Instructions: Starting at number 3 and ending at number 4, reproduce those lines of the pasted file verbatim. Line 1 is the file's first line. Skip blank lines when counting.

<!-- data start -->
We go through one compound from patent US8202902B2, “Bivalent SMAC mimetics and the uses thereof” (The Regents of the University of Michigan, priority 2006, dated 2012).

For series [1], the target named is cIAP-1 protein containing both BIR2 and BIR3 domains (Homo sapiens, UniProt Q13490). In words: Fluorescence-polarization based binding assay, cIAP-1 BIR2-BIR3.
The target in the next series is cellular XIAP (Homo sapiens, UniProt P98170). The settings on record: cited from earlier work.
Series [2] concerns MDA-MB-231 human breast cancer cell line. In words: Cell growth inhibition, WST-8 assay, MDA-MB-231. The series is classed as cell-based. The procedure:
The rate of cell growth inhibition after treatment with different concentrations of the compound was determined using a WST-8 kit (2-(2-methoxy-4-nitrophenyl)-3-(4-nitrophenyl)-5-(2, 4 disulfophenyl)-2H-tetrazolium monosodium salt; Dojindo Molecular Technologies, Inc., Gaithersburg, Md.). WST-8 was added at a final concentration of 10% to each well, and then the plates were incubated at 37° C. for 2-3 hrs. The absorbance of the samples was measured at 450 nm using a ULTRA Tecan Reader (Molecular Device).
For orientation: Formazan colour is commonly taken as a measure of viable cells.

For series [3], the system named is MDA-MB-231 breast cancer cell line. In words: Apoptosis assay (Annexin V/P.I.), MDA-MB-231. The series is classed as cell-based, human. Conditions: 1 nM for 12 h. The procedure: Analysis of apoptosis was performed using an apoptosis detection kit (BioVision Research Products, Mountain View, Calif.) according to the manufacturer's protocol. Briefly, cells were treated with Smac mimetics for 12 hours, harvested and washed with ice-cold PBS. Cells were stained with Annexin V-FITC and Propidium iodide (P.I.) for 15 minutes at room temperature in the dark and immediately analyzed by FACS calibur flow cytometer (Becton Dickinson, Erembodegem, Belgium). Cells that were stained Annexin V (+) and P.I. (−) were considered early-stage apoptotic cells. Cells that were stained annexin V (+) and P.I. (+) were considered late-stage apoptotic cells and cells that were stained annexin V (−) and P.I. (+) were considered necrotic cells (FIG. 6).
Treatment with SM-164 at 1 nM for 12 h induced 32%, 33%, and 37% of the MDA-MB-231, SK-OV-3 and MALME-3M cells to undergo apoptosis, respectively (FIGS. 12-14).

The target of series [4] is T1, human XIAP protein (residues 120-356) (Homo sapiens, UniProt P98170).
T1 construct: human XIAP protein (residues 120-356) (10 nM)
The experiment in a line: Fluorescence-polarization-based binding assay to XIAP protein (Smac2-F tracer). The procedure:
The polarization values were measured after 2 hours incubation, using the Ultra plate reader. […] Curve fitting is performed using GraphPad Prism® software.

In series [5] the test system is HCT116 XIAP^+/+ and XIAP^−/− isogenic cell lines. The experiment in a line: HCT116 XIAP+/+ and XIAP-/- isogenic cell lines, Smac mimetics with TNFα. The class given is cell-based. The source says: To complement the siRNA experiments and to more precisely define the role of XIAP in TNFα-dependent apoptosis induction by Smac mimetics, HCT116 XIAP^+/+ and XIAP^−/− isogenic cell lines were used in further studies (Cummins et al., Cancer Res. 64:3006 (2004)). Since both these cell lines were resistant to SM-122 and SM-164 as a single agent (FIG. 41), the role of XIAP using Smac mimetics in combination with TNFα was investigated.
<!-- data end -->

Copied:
The target in the next series is cellular XIAP (Homo sapiens, UniProt P98170). The settings on record: cited from earlier work.
Series [2] concerns MDA-MB-231 human breast cancer cell line. In words: Cell growth inhibition, WST-8 assay, MDA-MB-231. The series is classed as cell-based. The procedure: